This blog of mine focuses on Japanese cooking.
Very interesting museum. These sliding doors with animal paintings were very beautiful. One of the looms seems to be for weaving mats. I would like to see this in reality (kind of interested in weaving). And yes, a fuurin. You had quite some very nice trips the last days, thanks a lot for sharing.
Very interesting. Some items are really beautiful. I wish I had such a very dark wooden floor in my flat (I have light wood).
Kiki: The first one? I suppose it's for making mushiro むしろ.The furin photo was meant for you (laugh).I enjoyed the high-pitched sound in that environment, but in a residential area, that sound can be quite annoying!Sissi: Yes, the dark floor goes very well with the dark beams and pillars.
I love the bathroom and kitchen! Is it what old houses used to look like?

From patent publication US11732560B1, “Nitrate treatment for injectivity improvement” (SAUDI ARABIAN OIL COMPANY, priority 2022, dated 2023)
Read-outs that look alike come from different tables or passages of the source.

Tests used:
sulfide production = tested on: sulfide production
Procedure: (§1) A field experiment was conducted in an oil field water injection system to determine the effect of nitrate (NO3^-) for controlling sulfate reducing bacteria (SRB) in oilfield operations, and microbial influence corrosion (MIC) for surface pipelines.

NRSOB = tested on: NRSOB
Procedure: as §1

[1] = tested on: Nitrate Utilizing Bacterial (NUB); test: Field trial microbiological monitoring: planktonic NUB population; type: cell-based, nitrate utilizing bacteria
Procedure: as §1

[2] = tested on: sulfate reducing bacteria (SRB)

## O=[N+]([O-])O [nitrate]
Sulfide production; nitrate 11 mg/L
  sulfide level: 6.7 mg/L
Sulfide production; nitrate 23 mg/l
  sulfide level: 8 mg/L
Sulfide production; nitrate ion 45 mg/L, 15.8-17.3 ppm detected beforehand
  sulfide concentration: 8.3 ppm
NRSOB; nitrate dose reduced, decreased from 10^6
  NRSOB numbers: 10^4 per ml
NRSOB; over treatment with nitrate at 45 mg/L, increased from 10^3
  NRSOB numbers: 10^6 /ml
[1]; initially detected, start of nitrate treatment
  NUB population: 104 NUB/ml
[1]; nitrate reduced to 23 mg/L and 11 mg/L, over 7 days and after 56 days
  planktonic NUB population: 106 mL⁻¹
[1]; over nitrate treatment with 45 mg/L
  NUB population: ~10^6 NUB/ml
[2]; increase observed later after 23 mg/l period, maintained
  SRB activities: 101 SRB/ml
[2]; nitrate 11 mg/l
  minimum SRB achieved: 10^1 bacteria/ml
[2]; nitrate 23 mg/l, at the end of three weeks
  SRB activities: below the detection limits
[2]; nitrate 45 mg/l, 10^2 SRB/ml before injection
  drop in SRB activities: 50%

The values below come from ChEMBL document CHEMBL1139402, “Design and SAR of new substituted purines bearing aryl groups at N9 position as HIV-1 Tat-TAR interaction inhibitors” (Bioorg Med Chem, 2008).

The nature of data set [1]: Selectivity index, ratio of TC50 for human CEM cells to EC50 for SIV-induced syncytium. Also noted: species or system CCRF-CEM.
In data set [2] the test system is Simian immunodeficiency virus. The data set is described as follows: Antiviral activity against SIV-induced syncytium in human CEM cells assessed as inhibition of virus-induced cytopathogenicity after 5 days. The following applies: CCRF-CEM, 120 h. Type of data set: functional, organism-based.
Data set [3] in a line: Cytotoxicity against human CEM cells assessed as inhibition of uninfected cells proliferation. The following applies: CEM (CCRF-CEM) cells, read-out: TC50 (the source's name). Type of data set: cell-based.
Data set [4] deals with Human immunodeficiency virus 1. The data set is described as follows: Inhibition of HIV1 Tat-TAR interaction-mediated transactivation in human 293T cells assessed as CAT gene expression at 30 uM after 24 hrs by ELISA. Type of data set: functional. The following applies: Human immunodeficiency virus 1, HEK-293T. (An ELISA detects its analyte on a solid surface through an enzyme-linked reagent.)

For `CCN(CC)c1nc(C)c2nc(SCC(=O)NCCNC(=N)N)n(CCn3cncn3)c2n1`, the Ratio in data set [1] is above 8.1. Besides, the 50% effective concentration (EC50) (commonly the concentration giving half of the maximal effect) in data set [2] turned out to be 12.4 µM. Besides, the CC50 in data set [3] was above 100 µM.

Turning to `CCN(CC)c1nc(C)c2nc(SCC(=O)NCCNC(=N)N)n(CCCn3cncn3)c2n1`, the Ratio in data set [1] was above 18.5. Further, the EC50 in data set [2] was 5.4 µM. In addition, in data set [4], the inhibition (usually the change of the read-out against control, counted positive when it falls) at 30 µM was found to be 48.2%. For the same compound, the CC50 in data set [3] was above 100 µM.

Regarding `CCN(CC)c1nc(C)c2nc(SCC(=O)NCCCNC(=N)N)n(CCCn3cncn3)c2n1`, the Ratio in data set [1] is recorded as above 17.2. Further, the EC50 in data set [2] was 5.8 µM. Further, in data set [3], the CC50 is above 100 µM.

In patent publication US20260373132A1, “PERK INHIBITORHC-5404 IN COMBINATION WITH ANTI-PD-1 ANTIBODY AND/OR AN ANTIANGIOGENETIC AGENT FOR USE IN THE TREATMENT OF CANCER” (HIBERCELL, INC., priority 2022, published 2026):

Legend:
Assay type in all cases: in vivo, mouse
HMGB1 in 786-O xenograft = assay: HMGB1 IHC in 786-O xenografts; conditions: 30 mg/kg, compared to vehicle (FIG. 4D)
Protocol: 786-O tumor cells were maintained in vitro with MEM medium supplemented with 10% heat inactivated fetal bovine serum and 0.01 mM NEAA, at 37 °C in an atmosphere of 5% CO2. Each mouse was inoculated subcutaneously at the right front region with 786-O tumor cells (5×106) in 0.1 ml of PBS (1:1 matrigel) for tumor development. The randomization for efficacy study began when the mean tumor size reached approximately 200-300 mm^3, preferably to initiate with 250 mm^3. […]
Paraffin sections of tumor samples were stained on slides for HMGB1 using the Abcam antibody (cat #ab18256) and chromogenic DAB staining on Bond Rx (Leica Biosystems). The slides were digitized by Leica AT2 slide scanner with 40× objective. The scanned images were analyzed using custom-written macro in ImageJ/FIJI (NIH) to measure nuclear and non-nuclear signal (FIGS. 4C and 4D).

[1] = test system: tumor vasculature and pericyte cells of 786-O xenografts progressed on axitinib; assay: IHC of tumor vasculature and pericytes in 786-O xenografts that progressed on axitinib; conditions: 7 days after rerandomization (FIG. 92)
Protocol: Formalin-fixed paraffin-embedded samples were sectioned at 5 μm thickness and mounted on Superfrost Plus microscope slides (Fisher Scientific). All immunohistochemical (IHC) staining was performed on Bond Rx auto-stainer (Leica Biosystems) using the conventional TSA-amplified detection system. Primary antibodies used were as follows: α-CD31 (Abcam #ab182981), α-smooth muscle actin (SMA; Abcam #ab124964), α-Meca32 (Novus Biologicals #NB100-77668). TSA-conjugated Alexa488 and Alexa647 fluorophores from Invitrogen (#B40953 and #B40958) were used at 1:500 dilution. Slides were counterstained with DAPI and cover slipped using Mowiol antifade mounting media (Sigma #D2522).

The fuurin tingling sound sometimes is really high pitched but the ceramic fuurin sound a little bit deeper more some sort of clang clang instead of ting ting. And the small metal bells sound much louder than the glass bells. Without wind there is no sound from the chimes at all and you also get used to it rather quickly. The neigbor kids are a noisy bunch, much louder than my small chimes. And the neigbors could complain about our pond too - the small waterfall is quite noisy but they never did (laugh).The dark wooden floor is really nice, would like to have that too. We have light wood and lime stone floors only. Whenever the light wood floors have to be removed I will order dark (swamp)oak.
YSC: The museum was a farm house built about 70 years ago. I'm not sure whether tiled bathroom and kitchen were popular then. I guess that wooden bathtubs were more popular then.Kiki: This museum (former farm house) was made of keyakihttp://en.wikipedia.org/wiki/Zelkova_serrataI'm not sure about the floor, though.
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